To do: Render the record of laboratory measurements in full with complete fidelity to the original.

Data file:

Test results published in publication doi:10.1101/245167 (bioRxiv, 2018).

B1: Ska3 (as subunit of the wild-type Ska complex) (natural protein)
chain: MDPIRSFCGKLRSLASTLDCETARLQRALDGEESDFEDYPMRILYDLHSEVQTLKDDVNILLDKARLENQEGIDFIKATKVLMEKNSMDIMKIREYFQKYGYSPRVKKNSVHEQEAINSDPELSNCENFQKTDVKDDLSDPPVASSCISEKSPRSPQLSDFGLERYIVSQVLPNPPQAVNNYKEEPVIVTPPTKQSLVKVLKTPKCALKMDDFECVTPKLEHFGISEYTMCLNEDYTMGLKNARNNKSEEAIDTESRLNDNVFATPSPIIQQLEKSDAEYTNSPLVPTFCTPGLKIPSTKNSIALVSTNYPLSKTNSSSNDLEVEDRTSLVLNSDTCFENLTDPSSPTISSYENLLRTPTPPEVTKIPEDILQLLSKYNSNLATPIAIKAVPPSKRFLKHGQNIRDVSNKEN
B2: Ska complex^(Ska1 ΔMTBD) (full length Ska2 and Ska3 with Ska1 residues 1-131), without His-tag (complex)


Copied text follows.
Test results published in publication doi:10.1101/245167 (bioRxiv, 2018).

B1: Ska3 (as subunit of the wild-type Ska complex) (natural protein)
chain: MDPIRSFCGKLRSLASTLDCETARLQRALDGEESDFEDYPMRILYDLHSEVQTLKDDVNILLDKARLENQEGIDFIKATKVLMEKNSMDIMKIREYFQKYGYSPRVKKNSVHEQEAINSDPELSNCENFQKTDVKDDLSDPPVASSCISEKSPRSPQLSDFGLERYIVSQVLPNPPQAVNNYKEEPVIVTPPTKQSLVKVLKTPKCALKMDDFECVTPKLEHFGISEYTMCLNEDYTMGLKNARNNKSEEAIDTESRLNDNVFATPSPIIQQLEKSDAEYTNSPLVPTFCTPGLKIPSTKNSIALVSTNYPLSKTNSSSNDLEVEDRTSLVLNSDTCFENLTDPSSPTISSYENLLRTPTPPEVTKIPEDILQLLSKYNSNLATPIAIKAVPPSKRFLKHGQNIRDVSNKEN
B2: Ska complex^(Ska1 ΔMTBD) (full length Ska2 and Ska3 with Ska1 residues 1-131), without His-tag (complex)